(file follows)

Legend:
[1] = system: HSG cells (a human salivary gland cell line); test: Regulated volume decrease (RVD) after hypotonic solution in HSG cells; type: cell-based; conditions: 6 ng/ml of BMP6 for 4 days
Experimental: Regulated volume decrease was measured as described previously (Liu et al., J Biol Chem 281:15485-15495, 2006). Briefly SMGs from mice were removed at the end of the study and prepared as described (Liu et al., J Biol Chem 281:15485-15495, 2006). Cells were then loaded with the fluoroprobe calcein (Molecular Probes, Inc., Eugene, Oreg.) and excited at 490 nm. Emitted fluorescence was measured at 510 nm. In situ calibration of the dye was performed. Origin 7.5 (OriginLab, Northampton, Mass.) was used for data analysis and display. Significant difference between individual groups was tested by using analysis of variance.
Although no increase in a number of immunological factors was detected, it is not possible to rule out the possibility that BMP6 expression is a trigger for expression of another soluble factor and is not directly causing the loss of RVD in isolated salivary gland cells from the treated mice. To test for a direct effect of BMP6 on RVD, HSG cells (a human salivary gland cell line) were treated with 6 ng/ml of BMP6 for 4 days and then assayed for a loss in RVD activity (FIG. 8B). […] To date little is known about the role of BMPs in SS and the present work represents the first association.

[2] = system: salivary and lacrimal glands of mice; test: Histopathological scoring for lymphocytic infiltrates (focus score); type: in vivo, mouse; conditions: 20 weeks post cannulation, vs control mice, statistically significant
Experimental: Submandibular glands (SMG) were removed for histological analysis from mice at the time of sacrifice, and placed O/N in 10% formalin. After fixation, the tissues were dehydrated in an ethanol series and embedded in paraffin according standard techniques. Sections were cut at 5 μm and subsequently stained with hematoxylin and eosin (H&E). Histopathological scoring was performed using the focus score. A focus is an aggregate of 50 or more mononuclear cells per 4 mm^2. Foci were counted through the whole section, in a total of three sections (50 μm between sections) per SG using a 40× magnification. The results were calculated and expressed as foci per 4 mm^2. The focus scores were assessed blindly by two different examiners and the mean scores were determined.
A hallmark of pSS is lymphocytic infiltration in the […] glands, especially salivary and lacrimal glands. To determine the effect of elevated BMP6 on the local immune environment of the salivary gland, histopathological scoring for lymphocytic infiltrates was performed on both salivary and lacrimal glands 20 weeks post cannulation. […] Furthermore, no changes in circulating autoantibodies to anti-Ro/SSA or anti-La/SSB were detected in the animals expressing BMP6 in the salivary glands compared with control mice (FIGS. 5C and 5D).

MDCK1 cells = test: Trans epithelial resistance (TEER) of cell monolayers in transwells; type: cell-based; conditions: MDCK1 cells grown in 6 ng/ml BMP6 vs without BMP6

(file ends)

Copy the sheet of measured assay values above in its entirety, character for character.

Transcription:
Legend:
[1] = system: HSG cells (a human salivary gland cell line); test: Regulated volume decrease (RVD) after hypotonic solution in HSG cells; type: cell-based; conditions: 6 ng/ml of BMP6 for 4 days
Experimental: Regulated volume decrease was measured as described previously (Liu et al., J Biol Chem 281:15485-15495, 2006). Briefly SMGs from mice were removed at the end of the study and prepared as described (Liu et al., J Biol Chem 281:15485-15495, 2006). Cells were then loaded with the fluoroprobe calcein (Molecular Probes, Inc., Eugene, Oreg.) and excited at 490 nm. Emitted fluorescence was measured at 510 nm. In situ calibration of the dye was performed. Origin 7.5 (OriginLab, Northampton, Mass.) was used for data analysis and display. Significant difference between individual groups was tested by using analysis of variance.
Although no increase in a number of immunological factors was detected, it is not possible to rule out the possibility that BMP6 expression is a trigger for expression of another soluble factor and is not directly causing the loss of RVD in isolated salivary gland cells from the treated mice. To test for a direct effect of BMP6 on RVD, HSG cells (a human salivary gland cell line) were treated with 6 ng/ml of BMP6 for 4 days and then assayed for a loss in RVD activity (FIG. 8B). […] To date little is known about the role of BMPs in SS and the present work represents the first association.

[2] = system: salivary and lacrimal glands of mice; test: Histopathological scoring for lymphocytic infiltrates (focus score); type: in vivo, mouse; conditions: 20 weeks post cannulation, vs control mice, statistically significant
Experimental: Submandibular glands (SMG) were removed for histological analysis from mice at the time of sacrifice, and placed O/N in 10% formalin. After fixation, the tissues were dehydrated in an ethanol series and embedded in paraffin according standard techniques. Sections were cut at 5 μm and subsequently stained with hematoxylin and eosin (H&E). Histopathological scoring was performed using the focus score. A focus is an aggregate of 50 or more mononuclear cells per 4 mm^2. Foci were counted through the whole section, in a total of three sections (50 μm between sections) per SG using a 40× magnification. The results were calculated and expressed as foci per 4 mm^2. The focus scores were assessed blindly by two different examiners and the mean scores were determined.
A hallmark of pSS is lymphocytic infiltration in the […] glands, especially salivary and lacrimal glands. To determine the effect of elevated BMP6 on the local immune environment of the salivary gland, histopathological scoring for lymphocytic infiltrates was performed on both salivary and lacrimal glands 20 weeks post cannulation. […] Furthermore, no changes in circulating autoantibodies to anti-Ro/SSA or anti-La/SSB were detected in the animals expressing BMP6 in the salivary glands compared with control mice (FIGS. 5C and 5D).

MDCK1 cells = test: Trans epithelial resistance (TEER) of cell monolayers in transwells; type: cell-based; conditions: MDCK1 cells grown in 6 ng/ml BMP6 vs without BMP6